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Cobalt Co50 Valkyrie
Centauri Aircraft Co Co50 Valkyrie
The Cobalt Co50 Valkyrie is a single-engine, four to five-seat homebuilt aircraft, arranged in a canard, pusher configuration.
The composite design incorporates retractable landing gear, a pusher engine configuration, a canard, twin vertical stabilizers and automatic airbrakes. A ballistic parachute is provided as an option. Passenger entry is by a large forward fold down door.
incomplete prototype
The airframe is made of AGATE carbon composites, Carbon-Nomex material is used in the design of rudders and flaps, the design of retractable landing gear is made of aluminum and steel alloys, Hartzell variable pitch propeller blades are aluminum.
First flown in January 2015, the light aircraft was intended for private ownership and was initially being developed by Cobalt Aircraft of San Francisco, California, United States, but the company ceased operations in July 2018 and the design was then being developed by the Centauri Aircraft Company.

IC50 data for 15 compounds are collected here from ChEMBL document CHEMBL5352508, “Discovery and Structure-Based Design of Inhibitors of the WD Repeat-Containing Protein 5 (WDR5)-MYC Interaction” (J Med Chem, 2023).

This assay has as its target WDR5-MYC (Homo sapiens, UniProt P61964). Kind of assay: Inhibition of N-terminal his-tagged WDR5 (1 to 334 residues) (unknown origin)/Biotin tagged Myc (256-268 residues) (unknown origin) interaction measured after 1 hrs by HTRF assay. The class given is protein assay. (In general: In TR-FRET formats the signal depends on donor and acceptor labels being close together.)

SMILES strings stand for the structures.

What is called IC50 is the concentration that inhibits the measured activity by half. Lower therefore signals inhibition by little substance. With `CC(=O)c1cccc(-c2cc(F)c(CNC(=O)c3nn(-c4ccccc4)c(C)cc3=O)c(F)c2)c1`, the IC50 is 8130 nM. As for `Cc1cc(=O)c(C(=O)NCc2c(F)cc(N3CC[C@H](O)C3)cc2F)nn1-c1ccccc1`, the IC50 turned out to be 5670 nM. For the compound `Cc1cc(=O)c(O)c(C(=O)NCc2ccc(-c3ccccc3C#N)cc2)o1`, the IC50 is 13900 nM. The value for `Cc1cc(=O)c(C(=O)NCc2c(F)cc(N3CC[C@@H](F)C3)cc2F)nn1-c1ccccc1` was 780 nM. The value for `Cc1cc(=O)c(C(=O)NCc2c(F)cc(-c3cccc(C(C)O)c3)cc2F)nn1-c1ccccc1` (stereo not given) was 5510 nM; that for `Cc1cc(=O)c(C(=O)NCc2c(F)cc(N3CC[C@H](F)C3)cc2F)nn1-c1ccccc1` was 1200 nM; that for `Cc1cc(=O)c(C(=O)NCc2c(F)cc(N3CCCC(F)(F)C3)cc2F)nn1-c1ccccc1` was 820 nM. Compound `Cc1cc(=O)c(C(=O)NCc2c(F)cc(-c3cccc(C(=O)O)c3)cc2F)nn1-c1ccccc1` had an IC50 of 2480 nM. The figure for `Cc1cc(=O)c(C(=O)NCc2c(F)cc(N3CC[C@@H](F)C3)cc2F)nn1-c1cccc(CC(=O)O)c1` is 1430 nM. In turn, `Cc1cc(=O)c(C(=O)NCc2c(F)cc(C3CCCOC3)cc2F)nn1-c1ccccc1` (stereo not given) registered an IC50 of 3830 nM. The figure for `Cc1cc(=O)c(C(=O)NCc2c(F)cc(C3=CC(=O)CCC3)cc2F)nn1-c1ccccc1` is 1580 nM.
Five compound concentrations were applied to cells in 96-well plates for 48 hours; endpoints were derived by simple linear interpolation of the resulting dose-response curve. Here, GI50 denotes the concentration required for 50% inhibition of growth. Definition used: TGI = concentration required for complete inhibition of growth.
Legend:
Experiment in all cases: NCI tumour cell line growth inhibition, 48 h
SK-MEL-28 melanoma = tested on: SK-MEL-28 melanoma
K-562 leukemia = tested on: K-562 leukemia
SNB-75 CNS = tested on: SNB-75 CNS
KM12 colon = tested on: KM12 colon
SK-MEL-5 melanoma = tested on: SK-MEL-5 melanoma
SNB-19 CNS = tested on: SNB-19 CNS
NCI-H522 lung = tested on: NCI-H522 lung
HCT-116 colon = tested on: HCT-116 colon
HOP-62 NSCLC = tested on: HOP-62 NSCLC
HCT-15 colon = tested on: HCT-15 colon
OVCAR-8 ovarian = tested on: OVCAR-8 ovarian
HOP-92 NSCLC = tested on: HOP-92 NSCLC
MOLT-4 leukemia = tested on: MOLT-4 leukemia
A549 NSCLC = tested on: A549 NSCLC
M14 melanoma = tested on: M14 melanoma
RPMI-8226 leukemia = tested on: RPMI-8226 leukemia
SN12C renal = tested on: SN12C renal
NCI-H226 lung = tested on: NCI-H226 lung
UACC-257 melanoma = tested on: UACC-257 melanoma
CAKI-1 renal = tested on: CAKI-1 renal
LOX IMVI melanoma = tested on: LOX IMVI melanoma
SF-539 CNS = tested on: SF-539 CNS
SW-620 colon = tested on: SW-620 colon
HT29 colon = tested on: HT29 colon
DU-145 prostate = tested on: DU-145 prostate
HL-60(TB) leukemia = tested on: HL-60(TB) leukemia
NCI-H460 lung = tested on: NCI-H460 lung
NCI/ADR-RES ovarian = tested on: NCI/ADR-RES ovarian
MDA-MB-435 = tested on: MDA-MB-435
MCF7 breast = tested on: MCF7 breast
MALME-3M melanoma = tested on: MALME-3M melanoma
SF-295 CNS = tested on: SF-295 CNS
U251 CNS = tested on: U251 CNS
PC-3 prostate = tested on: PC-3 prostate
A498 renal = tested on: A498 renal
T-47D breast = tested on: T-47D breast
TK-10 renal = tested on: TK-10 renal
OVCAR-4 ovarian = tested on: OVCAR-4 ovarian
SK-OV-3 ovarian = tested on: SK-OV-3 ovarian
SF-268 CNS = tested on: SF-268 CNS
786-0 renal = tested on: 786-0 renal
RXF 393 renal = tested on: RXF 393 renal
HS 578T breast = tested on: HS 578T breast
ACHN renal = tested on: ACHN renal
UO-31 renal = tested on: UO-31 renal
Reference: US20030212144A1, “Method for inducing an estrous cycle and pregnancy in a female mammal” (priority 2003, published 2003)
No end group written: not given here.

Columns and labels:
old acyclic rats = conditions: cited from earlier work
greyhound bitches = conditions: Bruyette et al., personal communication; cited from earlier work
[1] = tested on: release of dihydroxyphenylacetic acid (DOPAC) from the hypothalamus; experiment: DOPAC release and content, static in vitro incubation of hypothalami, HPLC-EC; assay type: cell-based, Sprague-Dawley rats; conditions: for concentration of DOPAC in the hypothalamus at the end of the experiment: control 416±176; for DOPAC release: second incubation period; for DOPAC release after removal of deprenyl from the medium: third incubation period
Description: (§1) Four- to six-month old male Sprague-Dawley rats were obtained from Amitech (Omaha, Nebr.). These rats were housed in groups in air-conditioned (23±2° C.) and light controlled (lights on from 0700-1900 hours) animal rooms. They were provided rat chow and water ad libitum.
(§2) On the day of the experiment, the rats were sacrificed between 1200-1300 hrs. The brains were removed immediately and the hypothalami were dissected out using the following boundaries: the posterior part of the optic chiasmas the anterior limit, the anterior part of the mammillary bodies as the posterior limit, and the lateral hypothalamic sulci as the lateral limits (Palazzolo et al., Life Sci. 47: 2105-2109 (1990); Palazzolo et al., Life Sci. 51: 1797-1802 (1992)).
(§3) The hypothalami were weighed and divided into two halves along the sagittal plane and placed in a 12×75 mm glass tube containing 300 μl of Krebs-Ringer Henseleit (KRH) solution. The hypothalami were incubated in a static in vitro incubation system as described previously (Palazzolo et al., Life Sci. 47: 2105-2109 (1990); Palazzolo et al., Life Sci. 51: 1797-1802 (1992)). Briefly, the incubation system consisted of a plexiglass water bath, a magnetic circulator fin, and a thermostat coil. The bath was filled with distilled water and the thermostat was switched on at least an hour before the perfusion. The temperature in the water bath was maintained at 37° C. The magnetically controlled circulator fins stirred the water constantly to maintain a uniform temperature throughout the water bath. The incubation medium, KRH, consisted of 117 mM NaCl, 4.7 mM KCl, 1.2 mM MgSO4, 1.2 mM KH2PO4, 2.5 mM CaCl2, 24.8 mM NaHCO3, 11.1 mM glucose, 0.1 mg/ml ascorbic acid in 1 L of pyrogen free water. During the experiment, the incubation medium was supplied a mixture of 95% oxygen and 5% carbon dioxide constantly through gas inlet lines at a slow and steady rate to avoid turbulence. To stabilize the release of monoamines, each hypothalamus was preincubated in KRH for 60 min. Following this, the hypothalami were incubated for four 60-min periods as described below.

The second prototype Co50 was crashed in September 2017 following a loss of aileron effectiveness in flight on a flight test at Castle Airport. The pilot was landing the aircraft using rudder and thrust only when lift was lost at an altitude of about ten feet. The aircraft impacted the ground, the right main landing gear leg separated and the wing was damaged. The pilot was not hurt.
Initially the Co50 was to be sold as a kit for amateur construction, but the manufacturer intended to eventually achieve type certification. Certification was unlikely to occur before 2018, not least due to the electronics Cobalt has chosen being untested for aircraft use.
Reportedly seven were built.
Engine: 1 × Continental TSIOF-550-D, 350 hp (260 kW)
Wingspan: 30 ft (9.14 m)
Length: 30 ft (9.14 m)
Height: 10 ft (3.05 m)
Max takeoff weight: 3,417 lb (1,550 kg)
Fuel capacity: 109 U.S. gallons (410 L; 91 imp gal)
Cruise speed: 250 kn (290 mph, 460 km/h) maximum cruise at FL250
Range: 1,434 nmi (1,650 mi, 2,656 km) economy cruise at FL220
Service ceiling: 25,000 ft (7,600 m)
Time to altitude: 12 minutes to 10,000 feet
Crew: one
Capacity: three or four passengers

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